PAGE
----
COLLEEN KOLLAR-KOTELLY, United States District Judge.
During the December 3, 2013 Status Hearing in this matter, the Government orally moved to dismiss without prejudice the indictment as to Defendant Grant Johnson pursuant to Fed. R. Crim. P. 48(a). At this hearing, Defendant Grant Johnson requested the opportunity to submit briefing arguing that the dismissal of the indictment should be with prejudice. The Court granted Defendant’s request and on December 5, 2013, Defendant submitted his  Memorandum of Law in Support of Dismissal with Prejudice (“Def.’s Mem.”). The Government subsequently filed its  Memorandum of Law in Support of Oral Motion to Dismiss Indictment Without Prejudice (“Gov’t’s Mem.”) on December 6, 2013. Upon consideration of the parties’ submissions, case law, and applicable statutory authority, the Court shall GRANT the Government’s Oral Motion to Dismiss the Indictment Without Prejudice for the reasons set out below. Accordingly, the indictment as to Defendant Grant Johnson is dismissed without prejudice.
On August 6, 2013, a federal grand jury sitting in the District of Columbia returned an indictment charging Defendant and his co-defendant with Conspiracy to Distribute and Possess With Intent to Distribute 28 Grams or More of Cocaine Base, in violation of Title 21, United States Code, Section 846. See Indictment, ECF No. . On August 23, 2013, Defendant Grant Johnson was arrested pursuant to this indictment. See Arrest Warrant, ECF No. . At this time, Defendant Grant Johnson was being held without bond for a pending criminal case in the Superior Court of the District of Columbia, in which he had been charged by indictment with first degree murder while armed and related charges. Defendant’s initial appearance in this case occurred on August 23, 2013 before Magistrate Judge Alan Kay. See Minute Order of Aug. 23, 2013. Pursuant to the Government’s oral motion that Defendant be held without bond pursuant to 18 U.S.C. §§ 3142(f)(1)(C), (D), (d)(1)(A)(iii), Magistrate Judge Kay ordered that Defendant be held without bond pending a detention hearing scheduled for August 28, 2013. Id. Following the August 28, 2013 detention hearing, Magistrate Judge Kay ordered that Defendant be held without bond pending trial. See Detention Mem., ECF No. .
Beginning on August 28, 2013 and until December 3, 2013, this case has been addressed through a series of status hearings. See Minute Order of Aug. 28, 2013; Minute Order of Sept. 18, 2013; Minute Order of Oct. 25, 2013; Minute Order Nov. 15, 2013; Minute Order of Dec. 3, 2013. The parties have repeatedly jointly requested continuances of this matter in order to permit them an opportunity to review discovery and pursue plea negotiations. Id. In order to allow for these actions, Defendant has repeatedly agreed to toll the time under the Speedy Trial Act between status hearings. Id. No trial date has yet been set in this matter, and no motions, other than the oral motion to dismiss the indictment addressed in this order, are currently pending.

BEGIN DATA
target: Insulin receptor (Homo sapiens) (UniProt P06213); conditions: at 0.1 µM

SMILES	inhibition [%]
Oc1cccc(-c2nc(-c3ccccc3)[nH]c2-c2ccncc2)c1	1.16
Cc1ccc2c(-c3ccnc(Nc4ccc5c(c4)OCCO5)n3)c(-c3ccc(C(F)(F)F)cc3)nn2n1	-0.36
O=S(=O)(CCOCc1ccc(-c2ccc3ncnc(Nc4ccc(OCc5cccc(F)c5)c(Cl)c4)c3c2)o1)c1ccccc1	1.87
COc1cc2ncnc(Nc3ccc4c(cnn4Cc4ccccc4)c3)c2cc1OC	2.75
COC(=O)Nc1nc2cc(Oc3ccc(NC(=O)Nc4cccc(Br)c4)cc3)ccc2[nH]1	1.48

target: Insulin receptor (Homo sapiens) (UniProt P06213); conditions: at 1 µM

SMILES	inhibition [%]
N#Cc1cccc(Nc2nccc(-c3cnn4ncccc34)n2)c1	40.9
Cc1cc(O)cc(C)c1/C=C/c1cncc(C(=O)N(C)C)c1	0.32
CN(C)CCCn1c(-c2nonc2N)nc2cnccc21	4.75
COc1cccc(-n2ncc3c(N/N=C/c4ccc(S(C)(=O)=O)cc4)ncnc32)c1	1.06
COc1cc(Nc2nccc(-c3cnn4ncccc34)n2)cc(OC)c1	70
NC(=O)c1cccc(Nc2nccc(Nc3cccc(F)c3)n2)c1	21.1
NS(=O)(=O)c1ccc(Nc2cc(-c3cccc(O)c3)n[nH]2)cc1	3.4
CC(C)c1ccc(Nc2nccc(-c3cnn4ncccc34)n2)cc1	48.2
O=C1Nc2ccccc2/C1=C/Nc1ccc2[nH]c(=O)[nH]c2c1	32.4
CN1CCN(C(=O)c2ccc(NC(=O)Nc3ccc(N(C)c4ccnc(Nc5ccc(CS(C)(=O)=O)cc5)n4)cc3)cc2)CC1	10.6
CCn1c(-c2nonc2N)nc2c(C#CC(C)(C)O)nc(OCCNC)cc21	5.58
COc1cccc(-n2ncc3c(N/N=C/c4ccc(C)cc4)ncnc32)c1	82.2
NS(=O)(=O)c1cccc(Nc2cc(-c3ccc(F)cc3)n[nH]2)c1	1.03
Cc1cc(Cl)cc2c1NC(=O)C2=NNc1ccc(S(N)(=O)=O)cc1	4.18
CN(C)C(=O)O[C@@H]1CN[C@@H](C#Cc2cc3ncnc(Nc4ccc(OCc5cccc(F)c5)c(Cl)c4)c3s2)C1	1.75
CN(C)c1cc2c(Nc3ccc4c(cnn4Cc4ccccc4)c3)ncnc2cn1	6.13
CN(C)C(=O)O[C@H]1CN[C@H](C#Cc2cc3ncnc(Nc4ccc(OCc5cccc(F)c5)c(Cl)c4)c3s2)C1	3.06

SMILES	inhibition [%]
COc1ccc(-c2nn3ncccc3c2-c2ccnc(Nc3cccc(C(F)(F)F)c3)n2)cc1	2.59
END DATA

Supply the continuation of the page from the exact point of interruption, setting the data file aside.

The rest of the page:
At the November 15, 2013 Status Hearing, the parties informed the Court that Defendant Grant Johnson had recently been convicted of first degree murder while armed following his trial in the Superior Court of the District of Columbia. Subsequently, at the December 3, 2013 Status Hearing in this matter, the Government orally moved to dismiss the indictment without prejudice as to Defendant Grant Johnson. See Minute Order of Dec. 3, 2013. The Government stated that it had chosen to dismiss the indictment in light of Defendant’s recent homicide conviction, for which he faces a mandatory minimum sentence of 30 years, and a maximum sentence of life in prison. Id. After the Court inquired why the indictment should not be dismissed with prejudice, the Government stated that because it understood that Defendant intended to appeal his conviction, the possibility remained that it could be overturned or vacated on appeal. Id. By dismissing the indictment without prejudice, the Government wished to preserve its ability to revive this case should Defendant’s murder conviction be overturned or vacated on appeal within the statute of limitations for the present charges. Id.
At this hearing, Defendant requested an opportunity to submit briefing arguing that the indictment should be dismissed with prejudice. Id. Accordingly, the Court took the Government’s oral motion under advisement, and provided Defendant and the Government an opportunity to submit briefing as to whether the dismissal should be with or without prejudice. Id. Subsequently, Defendant filed its  Memorandum of Law in Support of Dismissal With Prejudice, and the Government filed its  Memorandum of Law in Support of Oral Motion to Dismiss Indictment Without Prejudice.